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Observations on the use of growth mixture models in psychological research
 Multivariate Behavioral Research
, 2007
"... Psychologists are applying growth mixture models at an increasing rate. This article argues that most of these applications are unlikely to reproduce the underlying taxonic structure of the population. At a more fundamental level, in many cases there is probably no taxonic structure to be found. La ..."
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Psychologists are applying growth mixture models at an increasing rate. This article argues that most of these applications are unlikely to reproduce the underlying taxonic structure of the population. At a more fundamental level, in many cases there is probably no taxonic structure to be found. Latent growth classes then categorically approximate the true continuum of individual differences in change. This approximation, although in some cases potentially useful, can also be problematic. The utility of growth mixture models for psychological science thus remains in doubt. Some ways in which these models might be more profitably used are suggested. Growth mixture models (GMMs) are designed to separate a general population of individuals into subgroups characterized by qualitatively distinct patterns of change over time. In this article, I offer a few observations on the application of these models in psychological science. Like many, I was initially excited about the potential of GMMs. After several years of evaluating these models and reviewing applications, however, I am now skeptical that they will meaningfully advance our understanding of psychosocial development. In what follows, I outline key methodological and theoretical concerns that I have with current applications of GMMs. Correspondence concerning this article should be addressed to Daniel Bauer, Department of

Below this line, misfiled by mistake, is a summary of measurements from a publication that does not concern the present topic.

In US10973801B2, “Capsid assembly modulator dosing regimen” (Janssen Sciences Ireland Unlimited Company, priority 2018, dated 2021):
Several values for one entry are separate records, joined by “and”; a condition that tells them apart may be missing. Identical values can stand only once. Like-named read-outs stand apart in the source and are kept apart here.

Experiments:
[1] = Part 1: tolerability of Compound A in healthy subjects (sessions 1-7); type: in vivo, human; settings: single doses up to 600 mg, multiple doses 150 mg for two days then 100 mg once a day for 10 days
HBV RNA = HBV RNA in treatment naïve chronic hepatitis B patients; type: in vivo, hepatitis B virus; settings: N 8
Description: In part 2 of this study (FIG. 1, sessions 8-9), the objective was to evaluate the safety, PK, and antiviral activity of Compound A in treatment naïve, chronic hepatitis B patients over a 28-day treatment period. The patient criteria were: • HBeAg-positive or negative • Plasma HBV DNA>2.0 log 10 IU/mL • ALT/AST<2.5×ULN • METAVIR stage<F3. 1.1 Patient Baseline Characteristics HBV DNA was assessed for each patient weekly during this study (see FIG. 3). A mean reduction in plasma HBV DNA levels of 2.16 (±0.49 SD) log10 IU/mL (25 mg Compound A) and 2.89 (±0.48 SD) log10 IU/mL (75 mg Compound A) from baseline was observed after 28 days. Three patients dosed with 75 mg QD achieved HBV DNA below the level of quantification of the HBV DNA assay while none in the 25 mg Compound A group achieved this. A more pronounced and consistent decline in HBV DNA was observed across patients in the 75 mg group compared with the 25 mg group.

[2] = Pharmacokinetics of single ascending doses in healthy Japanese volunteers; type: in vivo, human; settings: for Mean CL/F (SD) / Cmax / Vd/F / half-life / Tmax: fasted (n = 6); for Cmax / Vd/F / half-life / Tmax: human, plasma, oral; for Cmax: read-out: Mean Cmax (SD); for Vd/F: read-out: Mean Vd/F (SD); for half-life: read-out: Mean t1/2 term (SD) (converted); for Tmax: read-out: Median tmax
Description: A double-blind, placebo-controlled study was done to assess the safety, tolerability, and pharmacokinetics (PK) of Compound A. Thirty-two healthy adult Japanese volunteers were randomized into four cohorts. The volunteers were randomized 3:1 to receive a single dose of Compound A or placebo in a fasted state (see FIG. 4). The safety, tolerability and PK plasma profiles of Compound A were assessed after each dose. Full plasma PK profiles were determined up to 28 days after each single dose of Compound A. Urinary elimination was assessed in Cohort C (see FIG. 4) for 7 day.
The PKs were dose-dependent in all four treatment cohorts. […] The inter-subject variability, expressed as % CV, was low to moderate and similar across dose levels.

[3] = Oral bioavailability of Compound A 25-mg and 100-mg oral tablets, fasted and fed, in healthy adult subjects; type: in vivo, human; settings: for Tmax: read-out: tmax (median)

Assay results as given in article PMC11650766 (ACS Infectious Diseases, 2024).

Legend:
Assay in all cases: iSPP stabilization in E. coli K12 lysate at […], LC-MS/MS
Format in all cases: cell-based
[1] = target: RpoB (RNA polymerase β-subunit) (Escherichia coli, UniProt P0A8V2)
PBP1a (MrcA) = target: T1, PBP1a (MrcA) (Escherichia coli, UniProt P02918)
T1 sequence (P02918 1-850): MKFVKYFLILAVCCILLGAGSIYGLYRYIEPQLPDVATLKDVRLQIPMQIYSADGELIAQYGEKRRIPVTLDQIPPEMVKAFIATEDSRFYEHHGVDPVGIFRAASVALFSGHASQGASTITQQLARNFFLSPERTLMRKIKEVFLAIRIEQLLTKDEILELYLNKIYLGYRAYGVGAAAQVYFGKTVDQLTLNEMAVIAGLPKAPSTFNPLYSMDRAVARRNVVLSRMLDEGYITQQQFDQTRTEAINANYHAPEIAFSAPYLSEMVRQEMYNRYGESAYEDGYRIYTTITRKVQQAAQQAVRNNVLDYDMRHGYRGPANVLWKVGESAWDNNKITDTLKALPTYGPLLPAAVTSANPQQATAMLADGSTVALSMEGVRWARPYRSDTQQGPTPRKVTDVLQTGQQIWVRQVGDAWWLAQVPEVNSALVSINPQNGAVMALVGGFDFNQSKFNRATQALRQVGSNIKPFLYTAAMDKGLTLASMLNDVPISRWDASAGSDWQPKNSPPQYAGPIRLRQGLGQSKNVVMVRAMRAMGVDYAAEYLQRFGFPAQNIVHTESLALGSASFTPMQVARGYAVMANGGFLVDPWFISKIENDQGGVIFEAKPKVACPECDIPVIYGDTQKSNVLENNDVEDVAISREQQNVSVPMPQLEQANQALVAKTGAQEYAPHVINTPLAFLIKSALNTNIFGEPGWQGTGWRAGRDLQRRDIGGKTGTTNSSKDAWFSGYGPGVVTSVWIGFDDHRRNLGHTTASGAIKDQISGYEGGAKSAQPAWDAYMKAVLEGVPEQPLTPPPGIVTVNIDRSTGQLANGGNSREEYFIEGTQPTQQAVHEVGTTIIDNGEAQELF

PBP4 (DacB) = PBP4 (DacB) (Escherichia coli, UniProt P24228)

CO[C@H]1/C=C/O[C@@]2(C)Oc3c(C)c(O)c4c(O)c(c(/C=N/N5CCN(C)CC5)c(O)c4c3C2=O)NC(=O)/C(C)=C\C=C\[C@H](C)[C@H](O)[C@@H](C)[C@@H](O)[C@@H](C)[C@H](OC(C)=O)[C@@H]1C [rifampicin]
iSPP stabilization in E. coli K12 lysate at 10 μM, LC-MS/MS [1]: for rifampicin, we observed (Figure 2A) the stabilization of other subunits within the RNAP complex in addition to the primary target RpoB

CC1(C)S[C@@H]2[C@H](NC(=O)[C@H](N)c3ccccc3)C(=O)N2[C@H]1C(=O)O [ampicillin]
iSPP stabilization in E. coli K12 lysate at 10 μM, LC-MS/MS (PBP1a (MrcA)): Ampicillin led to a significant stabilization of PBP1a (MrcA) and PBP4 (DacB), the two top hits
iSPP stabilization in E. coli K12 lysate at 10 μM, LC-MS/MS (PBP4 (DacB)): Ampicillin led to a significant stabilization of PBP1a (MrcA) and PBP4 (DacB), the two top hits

New Approaches to Studying Problem Behaviors: A Comparison of Methods for Modeling Longitudinal, Categorical Adolescent Drinking Data
"... Analyzing problembehavior trajectories can be difficult. The data are generally categorical and often quite skewed, violating distributional assumptions of standard normaltheory statistical models. In this article, the authors present several currently available modeling options, all of which make ..."